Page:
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Bill of Rights for ID Theft Victims Gains Steam

Just this morning, I heard on the radio that New York's senior Senator Chuck Schumer plans to push legislation around creating an airline passengers "bill of rights." I, for one, don't particularly like being trapped on the tarmac for hours on end, so kudos to Sen. Schumer. But that's not the only "bill of rights" that should make headlines. The Identity Crime Victims Bill of Righ

Just this morning, I heard on the radio that New York's senior Senator Chuck Schumer plans to push legislation around creating an airline passengers "bill of rights." I, for one, don't particularly like being trapped on the tarmac for hours on end, so kudos to Sen. Schumer.

But that's not the only "bill of rights" that should make headlines. The Identity Crime Victims Bill of Rights also seems to be gaining steam as well.Congress met this past Friday with the vendor council of The Santa Fe Group, the security consultancy run by former BITS CEO Catherine Allen. This follows June meetings where Allen and other identity theft experts testified before the Congressional Committee on Oversight and Government Reform's Subcommittee on Information Policy, Census, and National Archives.

This most recent meeting was meant to hammer out legislative language to advance the rights of ID crime victims. According to a release from The Santa Fe Group, the recommendations were drafted by members of the Legislative Subcommittee of The Santa Fe Group Vendor Council's Victims' Rights Working Group. Five main tenets form the core of their suggestions:

1. Funding to encourage state and local law enforcement to use Federal Trade Commission tools for documenting and reporting identity crimes. 2. Amendments to the Health Insurance Portability and Accountability Act (HIPAA) to define medical identity crime, clarify the rights of victims, and assist victims in recovering. 3. Research on the efficacy of documents, such as identity theft passports, that distinguish criminal identity theft victims from perpetrators. 4. A requirement that the Internal Revenue Service flag files of victims and verify any new entries to those files. 5. New regulations, enacted within the next 12 months, to enforce these recommendations.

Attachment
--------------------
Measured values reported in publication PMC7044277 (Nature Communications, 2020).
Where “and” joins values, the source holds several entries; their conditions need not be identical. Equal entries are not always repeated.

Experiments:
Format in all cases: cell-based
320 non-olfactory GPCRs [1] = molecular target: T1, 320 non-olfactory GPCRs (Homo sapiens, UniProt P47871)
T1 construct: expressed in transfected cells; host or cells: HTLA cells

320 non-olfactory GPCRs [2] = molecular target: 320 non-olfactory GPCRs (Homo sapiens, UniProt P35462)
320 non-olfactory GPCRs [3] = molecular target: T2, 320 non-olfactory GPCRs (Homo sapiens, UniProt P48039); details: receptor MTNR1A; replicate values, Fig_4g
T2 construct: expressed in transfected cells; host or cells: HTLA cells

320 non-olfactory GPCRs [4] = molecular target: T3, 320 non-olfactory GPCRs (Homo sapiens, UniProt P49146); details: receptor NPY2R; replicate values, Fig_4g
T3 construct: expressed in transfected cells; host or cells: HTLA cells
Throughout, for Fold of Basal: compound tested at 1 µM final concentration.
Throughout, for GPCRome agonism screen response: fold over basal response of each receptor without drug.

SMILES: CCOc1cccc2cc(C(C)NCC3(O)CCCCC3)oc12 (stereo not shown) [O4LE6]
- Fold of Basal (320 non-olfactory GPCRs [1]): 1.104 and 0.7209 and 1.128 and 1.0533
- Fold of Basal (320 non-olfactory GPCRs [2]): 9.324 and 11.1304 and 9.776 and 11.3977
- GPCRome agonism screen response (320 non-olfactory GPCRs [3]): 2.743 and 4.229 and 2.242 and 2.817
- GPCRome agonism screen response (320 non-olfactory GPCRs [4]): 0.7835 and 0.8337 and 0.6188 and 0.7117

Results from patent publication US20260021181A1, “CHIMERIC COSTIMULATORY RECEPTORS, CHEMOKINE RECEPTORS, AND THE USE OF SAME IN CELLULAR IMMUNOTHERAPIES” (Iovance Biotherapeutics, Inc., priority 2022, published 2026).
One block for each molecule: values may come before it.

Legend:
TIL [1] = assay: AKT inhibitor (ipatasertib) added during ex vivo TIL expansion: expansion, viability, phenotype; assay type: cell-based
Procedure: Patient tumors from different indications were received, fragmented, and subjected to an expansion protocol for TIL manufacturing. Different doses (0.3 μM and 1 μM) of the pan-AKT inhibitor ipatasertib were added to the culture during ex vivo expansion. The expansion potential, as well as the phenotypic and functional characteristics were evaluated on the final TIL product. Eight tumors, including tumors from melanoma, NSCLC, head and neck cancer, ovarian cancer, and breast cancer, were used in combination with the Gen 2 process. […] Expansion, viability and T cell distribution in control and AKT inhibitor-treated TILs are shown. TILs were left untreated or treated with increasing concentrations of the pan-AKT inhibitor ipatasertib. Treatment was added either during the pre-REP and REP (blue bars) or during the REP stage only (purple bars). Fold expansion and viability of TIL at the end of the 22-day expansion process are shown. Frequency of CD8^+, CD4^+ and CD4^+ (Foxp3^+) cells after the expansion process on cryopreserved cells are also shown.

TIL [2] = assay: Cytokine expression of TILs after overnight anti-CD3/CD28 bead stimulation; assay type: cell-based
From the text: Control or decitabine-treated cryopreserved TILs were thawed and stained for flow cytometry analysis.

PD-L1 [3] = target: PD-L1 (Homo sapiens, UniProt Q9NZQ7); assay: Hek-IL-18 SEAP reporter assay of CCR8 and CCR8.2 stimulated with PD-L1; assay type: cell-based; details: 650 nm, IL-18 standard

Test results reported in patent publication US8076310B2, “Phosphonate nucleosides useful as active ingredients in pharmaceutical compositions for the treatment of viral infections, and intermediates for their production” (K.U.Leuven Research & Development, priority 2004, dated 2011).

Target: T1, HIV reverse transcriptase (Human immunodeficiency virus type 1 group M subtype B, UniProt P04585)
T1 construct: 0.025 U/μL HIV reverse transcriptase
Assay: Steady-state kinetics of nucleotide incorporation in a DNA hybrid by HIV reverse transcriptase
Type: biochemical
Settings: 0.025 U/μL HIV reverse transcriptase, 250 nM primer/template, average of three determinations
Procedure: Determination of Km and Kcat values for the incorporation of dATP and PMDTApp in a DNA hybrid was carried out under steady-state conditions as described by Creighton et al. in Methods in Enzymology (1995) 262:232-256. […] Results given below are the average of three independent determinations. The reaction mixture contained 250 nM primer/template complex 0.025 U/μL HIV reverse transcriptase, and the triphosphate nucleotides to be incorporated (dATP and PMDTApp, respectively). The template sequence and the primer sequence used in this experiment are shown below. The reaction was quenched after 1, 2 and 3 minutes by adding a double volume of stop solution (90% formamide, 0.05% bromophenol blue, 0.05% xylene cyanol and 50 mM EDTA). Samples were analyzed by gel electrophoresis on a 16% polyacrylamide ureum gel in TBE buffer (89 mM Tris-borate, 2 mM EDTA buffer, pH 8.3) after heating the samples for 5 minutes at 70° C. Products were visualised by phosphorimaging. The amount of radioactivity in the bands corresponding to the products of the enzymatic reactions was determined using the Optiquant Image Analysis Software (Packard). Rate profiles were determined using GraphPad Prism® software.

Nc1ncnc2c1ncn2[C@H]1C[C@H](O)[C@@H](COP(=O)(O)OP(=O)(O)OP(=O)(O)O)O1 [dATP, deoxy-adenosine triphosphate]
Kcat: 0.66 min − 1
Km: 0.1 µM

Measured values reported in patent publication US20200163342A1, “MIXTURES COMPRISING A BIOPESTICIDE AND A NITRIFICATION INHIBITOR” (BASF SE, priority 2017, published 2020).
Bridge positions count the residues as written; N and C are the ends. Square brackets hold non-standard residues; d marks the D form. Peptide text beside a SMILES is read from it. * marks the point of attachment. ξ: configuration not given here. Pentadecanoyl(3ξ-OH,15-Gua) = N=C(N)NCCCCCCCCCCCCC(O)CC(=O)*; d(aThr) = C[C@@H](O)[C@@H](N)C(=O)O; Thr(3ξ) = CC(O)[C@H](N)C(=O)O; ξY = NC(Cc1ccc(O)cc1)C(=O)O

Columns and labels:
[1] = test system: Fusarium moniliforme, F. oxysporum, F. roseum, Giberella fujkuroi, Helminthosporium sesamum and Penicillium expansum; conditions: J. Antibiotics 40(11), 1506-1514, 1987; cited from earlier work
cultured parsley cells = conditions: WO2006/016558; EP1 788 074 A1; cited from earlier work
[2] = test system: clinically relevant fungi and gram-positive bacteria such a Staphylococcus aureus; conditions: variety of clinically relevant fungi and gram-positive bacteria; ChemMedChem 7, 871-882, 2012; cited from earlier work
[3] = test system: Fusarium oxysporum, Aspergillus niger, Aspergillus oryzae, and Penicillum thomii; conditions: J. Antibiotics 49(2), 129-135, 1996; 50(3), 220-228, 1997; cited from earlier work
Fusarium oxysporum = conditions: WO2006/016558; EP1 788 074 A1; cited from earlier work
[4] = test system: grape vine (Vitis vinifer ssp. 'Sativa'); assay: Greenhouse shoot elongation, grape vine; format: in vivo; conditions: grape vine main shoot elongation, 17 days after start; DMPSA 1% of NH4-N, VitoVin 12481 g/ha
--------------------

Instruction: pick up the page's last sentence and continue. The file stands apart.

Rep. William Lacy Clay (D-Mo.) supports these recommendations and says they will use them as Congress crafts legislation around an ID theft victims' rights bill to "ensures victims of identity crime are treated fairly under the law."

According to The Santa Fe Group, this "bill of rights" calls for consistent processes for handling identity crime incidents in addition to amendments to privacy legislation and regulation so victims can more easily access and correct their personal information records. The five basic rights address the need for legislation that enables individual victims of identity theft to access and correct personally identifiable information (PII) records.

The Santa Fe Group is providing the Bill of Rights draft white paper, titled Victims' Rights: Fighting Identity Crime on the Front Lines, on its website. The company is also looking for participants for its working groups on ID theft awareness and education; legislative affairs around ID theft; and best practices group for promoting resources for victims.

Fighting ID theft is in everyone's best interests. Maybe this bill of rights isn't the be all and end all, but it's a good step in the right direction. The victim should not be treated like the criminal. Never mind the financial implications of ID theft, but there's also a psychological element to it as well. Helping victims rebuild their lives is the right thing to do.

Still, much more could be done on the prevention side. I'm still steamed at how much our social security numbers are used almost haphazardly by utilities companies and other businesses-and if you refuse to give it to them, you don't get served. And there are always delays when such legislation is passed. Look at what's happening the with Massachusetts data privacy law. Originally due to take affect this May, it is now being delayed until March of 2010.

Also, it may not even be a matter of there being dishonest people at these companies that house your SSN and other personal information-it's the lax data security you have to worry about. And good old fashioned dumpster diving, of course. We can only hope use of shredders is increasing.

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